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Hopeful looks to dodge deficit crisis

Molly Shore

When Paul Krekorian pulled papers for the school board, he

surprised many people in the community who were certain this was the

year he would run for city council.


“It was a very hard decision for me,” Krekorian said. “I would

have loved to serve the city. There was less competition in running

for the council than running for the board.”

But the deciding factor for Krekorian was that he saw a greater


need for his services on the school board. The primary elect- ion is

Feb. 25.

“The city is functioning quite well,” he said, adding the school

board faces a crisis in coming years because of deficits and cuts

from Sacramento.

And that is where Krekorian believes his qualifications as an

attorney who has advised businesses through troubled times will serve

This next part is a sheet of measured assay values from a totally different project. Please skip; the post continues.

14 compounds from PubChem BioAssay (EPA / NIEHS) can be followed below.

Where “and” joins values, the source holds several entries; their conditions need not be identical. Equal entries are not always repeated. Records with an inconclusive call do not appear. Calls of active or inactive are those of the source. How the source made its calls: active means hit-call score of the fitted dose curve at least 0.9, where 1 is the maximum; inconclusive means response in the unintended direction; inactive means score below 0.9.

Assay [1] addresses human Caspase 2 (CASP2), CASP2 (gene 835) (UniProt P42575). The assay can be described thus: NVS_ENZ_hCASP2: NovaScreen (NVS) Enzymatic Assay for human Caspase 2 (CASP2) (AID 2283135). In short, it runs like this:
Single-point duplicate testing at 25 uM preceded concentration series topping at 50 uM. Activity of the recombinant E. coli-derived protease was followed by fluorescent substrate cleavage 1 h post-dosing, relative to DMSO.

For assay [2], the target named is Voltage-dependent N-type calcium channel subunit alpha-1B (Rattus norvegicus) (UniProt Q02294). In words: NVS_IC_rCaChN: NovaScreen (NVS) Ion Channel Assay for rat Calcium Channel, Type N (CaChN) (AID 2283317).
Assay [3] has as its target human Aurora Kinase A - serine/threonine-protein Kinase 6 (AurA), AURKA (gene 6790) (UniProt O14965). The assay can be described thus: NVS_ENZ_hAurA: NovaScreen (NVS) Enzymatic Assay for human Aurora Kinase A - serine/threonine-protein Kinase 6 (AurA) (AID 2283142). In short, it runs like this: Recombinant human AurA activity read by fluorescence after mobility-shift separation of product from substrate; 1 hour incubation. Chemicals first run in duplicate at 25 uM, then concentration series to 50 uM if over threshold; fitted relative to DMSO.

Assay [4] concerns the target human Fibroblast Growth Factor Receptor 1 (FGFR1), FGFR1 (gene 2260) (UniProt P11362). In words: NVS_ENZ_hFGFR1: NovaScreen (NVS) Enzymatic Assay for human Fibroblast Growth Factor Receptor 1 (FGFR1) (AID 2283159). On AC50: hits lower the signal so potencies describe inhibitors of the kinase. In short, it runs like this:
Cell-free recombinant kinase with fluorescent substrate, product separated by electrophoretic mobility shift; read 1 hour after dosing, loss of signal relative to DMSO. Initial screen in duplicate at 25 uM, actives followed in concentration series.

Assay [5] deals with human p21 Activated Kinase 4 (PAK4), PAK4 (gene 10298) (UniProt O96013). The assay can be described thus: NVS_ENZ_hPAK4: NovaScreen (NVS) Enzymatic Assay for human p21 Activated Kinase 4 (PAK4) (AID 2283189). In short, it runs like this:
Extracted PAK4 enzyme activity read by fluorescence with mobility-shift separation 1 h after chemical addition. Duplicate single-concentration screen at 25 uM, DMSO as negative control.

him well.


“We can’t expect the levels of revenues we’ve received in the past

from the state,” Krekorian said.

Because of fewer anticipated dollars from the state, Krekorian

said it is necessary to look for opportunities in which nonprofits

and businesses could support some of the programs in city schools.

He said he would also like to see greater support from city

government to the schools, as well as dual use of school facilities.

“We have very extensive school facilities, and it is a tremendous


waste to have those facilities closed to the public as soon as school

lets out,” he said.

Instead, Krekorian suggests schools open their facilities to

outside groups that will pay to use them.